Unilateral laterothoracic exanthem 1_0412 Derm Dx
Unilateral laterothoracic exanthem 2_0412 Derm Dx
Unilateral laterothoracic exanthem 3_0412 Derm Dx
Unilateral laterothoracic exanthem 4_0412 Derm Dx
A 5-year-old boy presents to the dermatology clinic with a rash around his left armpit, left torso and left upper arm that his mother reports has been present for seven days.
The patient had surgery several weeks prior to rash onset, which consisted of an incision on the left upper trunk to place a nerve stimulator. During surgery, the patient’s skin was cleansed with a chlorhexidine scrub.
A few days prior to rash onset, the mother recalls the patient had a very mild cold. He denies fever, but endorses mild pruritis. There is no history of sick contacts.
On exam, the boy is afebrile, well nourished, well developed and appears nontoxic. A full-body skin exam is significant for pink macules and papules around the left axilla, extending to the left lateral trunk and left arm. The prior surgical incision is clean, dry and intact. What’s your diagosis?
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This patient has unilateral laterothoracic exanthema (ULE). ULE is a unique exanthem of unknown etiology, but most clinicians ascribe it to a mild viral infection. It occurs most commonly in winter and spring in children aged 1 to 5 years.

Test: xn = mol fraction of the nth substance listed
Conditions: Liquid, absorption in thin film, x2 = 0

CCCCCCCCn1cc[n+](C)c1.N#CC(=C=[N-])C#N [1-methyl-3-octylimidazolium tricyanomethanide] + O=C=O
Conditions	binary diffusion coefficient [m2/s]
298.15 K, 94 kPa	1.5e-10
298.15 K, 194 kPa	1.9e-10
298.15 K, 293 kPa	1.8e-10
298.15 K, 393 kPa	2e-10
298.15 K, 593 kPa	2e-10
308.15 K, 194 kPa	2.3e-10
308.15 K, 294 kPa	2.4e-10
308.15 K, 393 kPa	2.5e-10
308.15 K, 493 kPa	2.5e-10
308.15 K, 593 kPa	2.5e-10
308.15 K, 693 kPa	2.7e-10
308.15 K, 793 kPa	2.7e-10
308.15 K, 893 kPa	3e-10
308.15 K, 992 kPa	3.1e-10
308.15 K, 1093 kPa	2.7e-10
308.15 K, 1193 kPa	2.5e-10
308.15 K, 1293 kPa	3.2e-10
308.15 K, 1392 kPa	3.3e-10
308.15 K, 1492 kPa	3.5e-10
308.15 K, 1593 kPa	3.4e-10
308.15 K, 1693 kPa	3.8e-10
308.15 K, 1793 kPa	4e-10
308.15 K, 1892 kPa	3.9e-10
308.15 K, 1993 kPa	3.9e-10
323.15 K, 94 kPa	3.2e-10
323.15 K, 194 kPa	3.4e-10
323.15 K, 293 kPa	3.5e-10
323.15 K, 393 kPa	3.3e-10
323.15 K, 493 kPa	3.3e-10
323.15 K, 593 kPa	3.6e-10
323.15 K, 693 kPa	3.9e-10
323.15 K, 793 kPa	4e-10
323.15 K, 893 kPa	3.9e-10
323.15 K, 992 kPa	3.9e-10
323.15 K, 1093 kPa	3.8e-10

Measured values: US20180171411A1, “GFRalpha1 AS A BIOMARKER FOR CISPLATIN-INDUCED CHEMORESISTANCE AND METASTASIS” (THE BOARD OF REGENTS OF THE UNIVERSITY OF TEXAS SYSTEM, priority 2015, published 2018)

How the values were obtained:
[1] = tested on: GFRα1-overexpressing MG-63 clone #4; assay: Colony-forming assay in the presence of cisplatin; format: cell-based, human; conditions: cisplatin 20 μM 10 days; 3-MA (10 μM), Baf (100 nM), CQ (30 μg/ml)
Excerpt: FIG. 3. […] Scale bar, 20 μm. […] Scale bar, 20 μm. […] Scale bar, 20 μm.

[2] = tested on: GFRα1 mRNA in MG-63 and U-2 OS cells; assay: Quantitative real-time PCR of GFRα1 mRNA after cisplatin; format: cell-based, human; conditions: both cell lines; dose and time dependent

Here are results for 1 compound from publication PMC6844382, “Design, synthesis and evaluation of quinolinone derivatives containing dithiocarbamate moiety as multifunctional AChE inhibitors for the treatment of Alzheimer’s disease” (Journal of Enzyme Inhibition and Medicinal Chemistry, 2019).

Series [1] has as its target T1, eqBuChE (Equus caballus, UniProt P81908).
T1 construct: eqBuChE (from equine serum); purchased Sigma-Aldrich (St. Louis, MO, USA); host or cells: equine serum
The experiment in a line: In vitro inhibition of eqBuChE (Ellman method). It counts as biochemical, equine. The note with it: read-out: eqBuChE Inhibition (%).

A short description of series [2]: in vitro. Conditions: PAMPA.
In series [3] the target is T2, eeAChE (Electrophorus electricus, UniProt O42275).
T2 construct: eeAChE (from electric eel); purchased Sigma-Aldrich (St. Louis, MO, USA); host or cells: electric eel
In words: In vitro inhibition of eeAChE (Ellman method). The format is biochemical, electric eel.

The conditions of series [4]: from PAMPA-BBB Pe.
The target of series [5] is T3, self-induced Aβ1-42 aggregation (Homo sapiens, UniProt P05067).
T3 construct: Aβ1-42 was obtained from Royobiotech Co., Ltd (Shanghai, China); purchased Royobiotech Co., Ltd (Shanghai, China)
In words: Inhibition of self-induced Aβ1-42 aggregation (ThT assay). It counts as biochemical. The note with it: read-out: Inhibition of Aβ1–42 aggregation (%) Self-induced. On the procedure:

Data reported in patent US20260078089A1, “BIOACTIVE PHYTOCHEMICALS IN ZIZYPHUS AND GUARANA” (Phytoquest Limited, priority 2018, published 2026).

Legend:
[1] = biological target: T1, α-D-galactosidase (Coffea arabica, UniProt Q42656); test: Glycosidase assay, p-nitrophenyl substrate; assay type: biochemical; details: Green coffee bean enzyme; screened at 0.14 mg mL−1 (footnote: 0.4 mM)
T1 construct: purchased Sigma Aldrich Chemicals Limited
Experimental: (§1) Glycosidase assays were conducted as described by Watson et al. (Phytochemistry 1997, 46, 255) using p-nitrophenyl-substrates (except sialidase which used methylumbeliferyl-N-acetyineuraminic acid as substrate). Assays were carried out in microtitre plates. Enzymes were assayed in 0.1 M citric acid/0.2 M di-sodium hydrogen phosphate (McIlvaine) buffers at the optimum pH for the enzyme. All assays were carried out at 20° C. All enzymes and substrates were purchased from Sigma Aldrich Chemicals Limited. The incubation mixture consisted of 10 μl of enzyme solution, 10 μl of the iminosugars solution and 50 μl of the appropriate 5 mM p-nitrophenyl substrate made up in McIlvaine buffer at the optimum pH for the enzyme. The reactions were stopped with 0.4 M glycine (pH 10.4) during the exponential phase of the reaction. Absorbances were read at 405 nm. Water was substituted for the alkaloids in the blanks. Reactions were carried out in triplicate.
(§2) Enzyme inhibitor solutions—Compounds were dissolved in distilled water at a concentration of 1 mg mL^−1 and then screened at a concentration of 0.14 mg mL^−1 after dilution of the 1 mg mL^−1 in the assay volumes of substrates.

In most patients, the eruption is unilateral and located on the trunk in a peri-axillary distribution. It may spread in a centrifugal fashion and become bilateral, but the eruption will still predominate on the initial side. About 50% or more of patients complain of mild pruritis. At least two-thirds of patients complain of a mild upper respiratory or gastrointestinal infection preceding the eruption.
Diagnosis is clinical, but a biopsy may be performed if it is in doubt. Although this patient’s history may suggest a contact dermatitis to the surgical scrub, the morphology of these lesions is much more consistent with an exanthemous process than a contact dermatitis.
Additionally, allergic contact dermatitis is generally very pruritic, such as with poison ivy — the prototypical allergic contact dermatitis.
Treatment and prognosis
Treatment is supportive. Topical steroids help minimally. The rash will resolve spontaneously within three to six weeks.
Adam Rees, MD, is a graduate of the University of California Los Angeles School of Medicine and a resident in the Department of Dermatology at Baylor College of Medicine in Houston.
1. Bolognia J, Jorizzo JL, Rapini RL. “Chapter 80: Other Viral Diseases.” Dermatology. St. Louis, Mo.: Mosby/Elsevier, 2008.
2. James WD, Berger TG, Elston DM et al. “Chapter 19: Viral Diseases.” Andrews’ Diseases of the Skin: Clinical Dermatology. Philadelphia: Saunders Elsevier, 2006.